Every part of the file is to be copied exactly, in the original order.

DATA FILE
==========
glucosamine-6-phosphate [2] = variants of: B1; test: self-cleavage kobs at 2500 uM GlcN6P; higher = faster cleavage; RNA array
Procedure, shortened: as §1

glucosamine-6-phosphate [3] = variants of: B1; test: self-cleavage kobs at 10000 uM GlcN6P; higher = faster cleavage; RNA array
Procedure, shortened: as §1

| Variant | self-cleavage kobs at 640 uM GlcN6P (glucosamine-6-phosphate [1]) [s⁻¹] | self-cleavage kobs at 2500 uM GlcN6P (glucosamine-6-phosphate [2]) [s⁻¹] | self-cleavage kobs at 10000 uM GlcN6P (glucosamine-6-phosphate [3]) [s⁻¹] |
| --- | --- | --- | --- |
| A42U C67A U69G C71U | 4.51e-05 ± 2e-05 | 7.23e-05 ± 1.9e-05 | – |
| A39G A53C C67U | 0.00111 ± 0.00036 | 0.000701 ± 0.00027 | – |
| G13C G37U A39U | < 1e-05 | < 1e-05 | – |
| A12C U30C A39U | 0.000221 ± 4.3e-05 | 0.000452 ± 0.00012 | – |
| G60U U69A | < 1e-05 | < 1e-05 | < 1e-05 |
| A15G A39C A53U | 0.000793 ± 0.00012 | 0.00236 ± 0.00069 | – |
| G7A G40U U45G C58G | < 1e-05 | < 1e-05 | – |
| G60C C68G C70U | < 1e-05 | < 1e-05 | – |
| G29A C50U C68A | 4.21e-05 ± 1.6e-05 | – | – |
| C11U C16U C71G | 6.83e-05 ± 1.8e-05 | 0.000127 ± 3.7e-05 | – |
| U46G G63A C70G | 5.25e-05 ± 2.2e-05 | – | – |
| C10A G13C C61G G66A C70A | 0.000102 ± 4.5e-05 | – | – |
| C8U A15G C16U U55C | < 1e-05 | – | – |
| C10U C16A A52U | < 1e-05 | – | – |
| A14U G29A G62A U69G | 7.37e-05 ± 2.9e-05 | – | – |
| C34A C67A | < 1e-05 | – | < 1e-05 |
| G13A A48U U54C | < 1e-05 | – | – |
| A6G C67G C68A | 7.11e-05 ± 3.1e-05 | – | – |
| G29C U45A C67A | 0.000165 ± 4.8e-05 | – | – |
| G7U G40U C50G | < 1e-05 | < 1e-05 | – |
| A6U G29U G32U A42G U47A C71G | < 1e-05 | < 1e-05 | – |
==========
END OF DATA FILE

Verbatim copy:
glucosamine-6-phosphate [2] = variants of: B1; test: self-cleavage kobs at 2500 uM GlcN6P; higher = faster cleavage; RNA array
Procedure, shortened: as §1

glucosamine-6-phosphate [3] = variants of: B1; test: self-cleavage kobs at 10000 uM GlcN6P; higher = faster cleavage; RNA array
Procedure, shortened: as §1

| Variant | self-cleavage kobs at 640 uM GlcN6P (glucosamine-6-phosphate [1]) [s⁻¹] | self-cleavage kobs at 2500 uM GlcN6P (glucosamine-6-phosphate [2]) [s⁻¹] | self-cleavage kobs at 10000 uM GlcN6P (glucosamine-6-phosphate [3]) [s⁻¹] |
| --- | --- | --- | --- |
| A42U C67A U69G C71U | 4.51e-05 ± 2e-05 | 7.23e-05 ± 1.9e-05 | – |
| A39G A53C C67U | 0.00111 ± 0.00036 | 0.000701 ± 0.00027 | – |
| G13C G37U A39U | < 1e-05 | < 1e-05 | – |
| A12C U30C A39U | 0.000221 ± 4.3e-05 | 0.000452 ± 0.00012 | – |
| G60U U69A | < 1e-05 | < 1e-05 | < 1e-05 |
| A15G A39C A53U | 0.000793 ± 0.00012 | 0.00236 ± 0.00069 | – |
| G7A G40U U45G C58G | < 1e-05 | < 1e-05 | – |
| G60C C68G C70U | < 1e-05 | < 1e-05 | – |
| G29A C50U C68A | 4.21e-05 ± 1.6e-05 | – | – |
| C11U C16U C71G | 6.83e-05 ± 1.8e-05 | 0.000127 ± 3.7e-05 | – |
| U46G G63A C70G | 5.25e-05 ± 2.2e-05 | – | – |
| C10A G13C C61G G66A C70A | 0.000102 ± 4.5e-05 | – | – |
| C8U A15G C16U U55C | < 1e-05 | – | – |
| C10U C16A A52U | < 1e-05 | – | – |
| A14U G29A G62A U69G | 7.37e-05 ± 2.9e-05 | – | – |
| C34A C67A | < 1e-05 | – | < 1e-05 |
| G13A A48U U54C | < 1e-05 | – | – |
| A6G C67G C68A | 7.11e-05 ± 3.1e-05 | – | – |
| G29C U45A C67A | 0.000165 ± 4.8e-05 | – | – |
| G7U G40U C50G | < 1e-05 | < 1e-05 | – |
| A6U G29U G32U A42G U47A C71G | < 1e-05 | < 1e-05 | – |